Several studies published in the last few years applied the metabolomic approach in the field of pediatric medicine. Being a highly informative technique that can be used on samples collected non-invasively (e.g. urine or exhaled breath condensate), metabolomics has appeal for the study of pediatric diseases. Here we present and discuss the pediatric clinical studies that have taken the metabolomic approach.
Our knowledge on cyanobacterial molecular biology increased tremendously by the application of the “omics” techniques. Only recently, metabolomics was applied systematically to model cyanobacteria. Metabolomics, the quantitative estimation of ideally the complete set of cellular metabolites, is particularly well suited to mirror cellular metabolism and its flexibility under diverse conditions. Traditionally, small sets of metabolites are quantified in targeted metabolome approaches. The development of separation technologies coupled to mass-spectroscopy- or nuclear-magnetic-resonance-based identification of low molecular mass molecules presently allows the profiling of hundreds of metabolites of diverse chemical nature. Metabolome analysis was applied to characterize changes in the cyanobacterial primary metabolism under diverse environmental conditions or in defined mutants. The resulting lists of metabolites and their steady state concentrations in combination with transcriptomics can be used in system biology approaches. The application of stable isotopes in fluxomics, i.e. the quantitative estimation of carbon and nitrogen fluxes through the biochemical network, has only rarely been applied to cyanobacteria, but particularly this technique will allow the making of kinetic models of cyanobacterial systems. The further application of metabolomics in the concert of other “omics” technologies will not only broaden our knowledge, but will also certainly strengthen the base for the biotechnological application of cyanobacteria.
inorganic carbon; glucose feeding; modeling; mutant; primary metabolism; stable isotope labeling; synechocystis
One of the goals of global metabolomic analysis is to identify metabolic markers that are hidden within a large background of data originating from high-throughput analytical measurements. Metabolite-based clustering is an unsupervised approach for marker identification based on grouping similar concentration profiles of putative metabolites. A major problem of this approach is that in general there is no prior information about an adequate number of clusters.
We present an approach for data mining on metabolite intensity profiles as obtained from mass spectrometry measurements. We propose one-dimensional self-organizing maps for metabolite-based clustering and visualization of marker candidates. In a case study on the wound response of Arabidopsis thaliana, based on metabolite profile intensities from eight different experimental conditions, we show how the clustering and visualization capabilities can be used to identify relevant groups of markers.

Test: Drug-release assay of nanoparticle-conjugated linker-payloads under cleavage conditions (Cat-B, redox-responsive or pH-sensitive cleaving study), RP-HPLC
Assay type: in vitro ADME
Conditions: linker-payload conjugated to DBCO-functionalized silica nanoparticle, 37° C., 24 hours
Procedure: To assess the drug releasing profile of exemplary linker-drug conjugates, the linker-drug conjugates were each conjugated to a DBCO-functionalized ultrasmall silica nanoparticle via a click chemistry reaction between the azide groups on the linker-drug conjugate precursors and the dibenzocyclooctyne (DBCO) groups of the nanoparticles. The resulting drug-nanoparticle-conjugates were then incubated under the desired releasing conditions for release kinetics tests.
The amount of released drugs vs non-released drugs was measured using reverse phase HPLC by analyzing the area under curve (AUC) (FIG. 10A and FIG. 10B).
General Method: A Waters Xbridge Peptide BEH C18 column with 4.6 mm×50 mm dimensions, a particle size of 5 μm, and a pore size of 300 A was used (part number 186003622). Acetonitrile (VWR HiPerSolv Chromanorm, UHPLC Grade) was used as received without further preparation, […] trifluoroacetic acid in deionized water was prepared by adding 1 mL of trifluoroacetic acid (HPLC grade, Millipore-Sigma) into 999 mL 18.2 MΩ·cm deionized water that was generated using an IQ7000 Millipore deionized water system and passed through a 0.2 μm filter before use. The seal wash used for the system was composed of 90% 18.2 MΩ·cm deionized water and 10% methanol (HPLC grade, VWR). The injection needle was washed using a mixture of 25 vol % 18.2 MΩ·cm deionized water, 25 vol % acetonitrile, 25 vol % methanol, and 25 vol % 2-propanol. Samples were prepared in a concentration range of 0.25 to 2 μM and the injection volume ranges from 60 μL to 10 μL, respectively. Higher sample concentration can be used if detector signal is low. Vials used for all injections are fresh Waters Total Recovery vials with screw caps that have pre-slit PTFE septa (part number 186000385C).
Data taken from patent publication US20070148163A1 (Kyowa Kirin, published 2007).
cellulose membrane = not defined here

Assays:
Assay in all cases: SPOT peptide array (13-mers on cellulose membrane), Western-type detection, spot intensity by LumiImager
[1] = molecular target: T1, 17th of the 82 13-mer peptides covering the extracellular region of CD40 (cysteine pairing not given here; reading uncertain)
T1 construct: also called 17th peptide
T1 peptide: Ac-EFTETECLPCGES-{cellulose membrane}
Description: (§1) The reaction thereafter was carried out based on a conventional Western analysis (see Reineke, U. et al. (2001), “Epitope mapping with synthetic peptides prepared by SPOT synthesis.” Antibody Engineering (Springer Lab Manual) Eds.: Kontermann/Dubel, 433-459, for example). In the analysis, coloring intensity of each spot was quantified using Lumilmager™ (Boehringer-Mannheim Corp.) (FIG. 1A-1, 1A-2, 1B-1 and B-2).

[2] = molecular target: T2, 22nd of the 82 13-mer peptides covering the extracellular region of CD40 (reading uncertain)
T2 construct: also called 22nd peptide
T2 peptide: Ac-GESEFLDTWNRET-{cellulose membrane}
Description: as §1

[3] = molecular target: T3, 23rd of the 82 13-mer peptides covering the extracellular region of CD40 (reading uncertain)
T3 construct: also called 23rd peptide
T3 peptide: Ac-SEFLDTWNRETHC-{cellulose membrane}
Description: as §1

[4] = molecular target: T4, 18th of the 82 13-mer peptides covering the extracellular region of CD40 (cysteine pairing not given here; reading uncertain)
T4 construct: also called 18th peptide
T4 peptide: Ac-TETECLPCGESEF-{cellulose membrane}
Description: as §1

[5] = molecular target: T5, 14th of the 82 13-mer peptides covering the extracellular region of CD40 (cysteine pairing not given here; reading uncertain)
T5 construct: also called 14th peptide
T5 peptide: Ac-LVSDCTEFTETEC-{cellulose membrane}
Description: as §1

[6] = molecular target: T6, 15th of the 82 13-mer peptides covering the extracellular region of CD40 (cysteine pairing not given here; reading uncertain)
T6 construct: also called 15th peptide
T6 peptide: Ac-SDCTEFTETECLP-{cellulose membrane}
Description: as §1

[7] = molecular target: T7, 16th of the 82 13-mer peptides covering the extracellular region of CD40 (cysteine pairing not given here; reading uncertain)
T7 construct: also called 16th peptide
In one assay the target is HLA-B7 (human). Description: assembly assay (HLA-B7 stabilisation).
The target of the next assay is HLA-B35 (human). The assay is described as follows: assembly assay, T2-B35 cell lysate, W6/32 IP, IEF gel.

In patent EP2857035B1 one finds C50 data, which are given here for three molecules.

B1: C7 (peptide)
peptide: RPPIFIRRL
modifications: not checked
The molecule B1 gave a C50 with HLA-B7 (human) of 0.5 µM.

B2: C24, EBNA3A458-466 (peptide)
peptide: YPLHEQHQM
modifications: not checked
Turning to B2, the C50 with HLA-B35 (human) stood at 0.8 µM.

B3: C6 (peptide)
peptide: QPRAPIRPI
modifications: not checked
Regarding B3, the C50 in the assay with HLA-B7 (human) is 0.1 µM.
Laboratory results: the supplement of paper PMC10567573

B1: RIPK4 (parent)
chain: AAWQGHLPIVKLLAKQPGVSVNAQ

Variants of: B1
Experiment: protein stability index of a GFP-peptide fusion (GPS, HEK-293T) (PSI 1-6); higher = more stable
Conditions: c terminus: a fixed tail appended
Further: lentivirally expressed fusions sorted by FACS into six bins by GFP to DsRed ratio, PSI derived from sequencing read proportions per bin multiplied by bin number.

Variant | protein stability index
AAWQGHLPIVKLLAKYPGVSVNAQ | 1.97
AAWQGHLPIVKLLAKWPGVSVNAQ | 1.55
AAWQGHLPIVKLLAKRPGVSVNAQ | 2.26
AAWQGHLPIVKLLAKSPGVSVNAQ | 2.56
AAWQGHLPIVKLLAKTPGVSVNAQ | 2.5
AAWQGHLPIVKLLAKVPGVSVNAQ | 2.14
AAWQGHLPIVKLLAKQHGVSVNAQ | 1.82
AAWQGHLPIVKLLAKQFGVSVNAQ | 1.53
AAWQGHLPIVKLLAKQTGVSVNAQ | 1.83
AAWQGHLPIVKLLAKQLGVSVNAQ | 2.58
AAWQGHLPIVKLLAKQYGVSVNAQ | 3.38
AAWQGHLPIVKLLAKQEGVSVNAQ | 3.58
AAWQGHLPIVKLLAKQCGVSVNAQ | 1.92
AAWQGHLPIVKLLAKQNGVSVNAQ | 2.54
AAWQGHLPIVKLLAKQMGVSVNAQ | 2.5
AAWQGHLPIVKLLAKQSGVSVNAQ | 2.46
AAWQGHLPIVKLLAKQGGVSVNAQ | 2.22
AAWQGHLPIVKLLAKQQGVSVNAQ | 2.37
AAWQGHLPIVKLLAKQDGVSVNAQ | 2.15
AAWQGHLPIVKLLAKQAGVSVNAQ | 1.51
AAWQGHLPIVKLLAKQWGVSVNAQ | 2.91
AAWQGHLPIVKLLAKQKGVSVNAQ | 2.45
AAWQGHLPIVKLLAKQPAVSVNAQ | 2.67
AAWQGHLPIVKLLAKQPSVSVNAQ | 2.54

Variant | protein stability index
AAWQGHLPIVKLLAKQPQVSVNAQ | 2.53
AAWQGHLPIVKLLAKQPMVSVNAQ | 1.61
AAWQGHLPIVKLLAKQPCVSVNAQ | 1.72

Our specialized realization of self-organizing maps is well-suitable to gain insight into complex pattern variation in a large set of metabolite profiles. In comparison to other methods our visualization approach facilitates the identification of interesting groups of metabolites by means of a convenient overview on relevant intensity patterns. In particular, the visualization effectively supports researchers in analyzing many putative clusters when the true number of biologically meaningful groups is unknown.
Advances in analytical methodologies, principally nuclear magnetic resonance spectroscopy (NMR) and mass spectrometry (MS), during the last decade have made large-scale analysis of the human metabolome a reality. This is leading to the reawakening of the importance of metabolism in human diseases, particularly cancer. The metabolome is the functional readout of the genome, functional genome, and proteome; it is also an integral partner in molecular regulations for homeostasis. The interrogation of the metabolome, or metabolomics, is now being applied to numerous diseases, largely by metabolite profiling for biomarker discovery, but also in pharmacology and therapeutics. Recent advances in stable isotope tracer-based metabolomic approaches enable unambiguous tracking of individual atoms through compartmentalized metabolic networks directly in human subjects, which promises to decipher the complexity of the human metabolome at an unprecedented pace. This knowledge will revolutionize our understanding of complex human diseases, clinical diagnostics, as well as individualized therapeutics and drug response.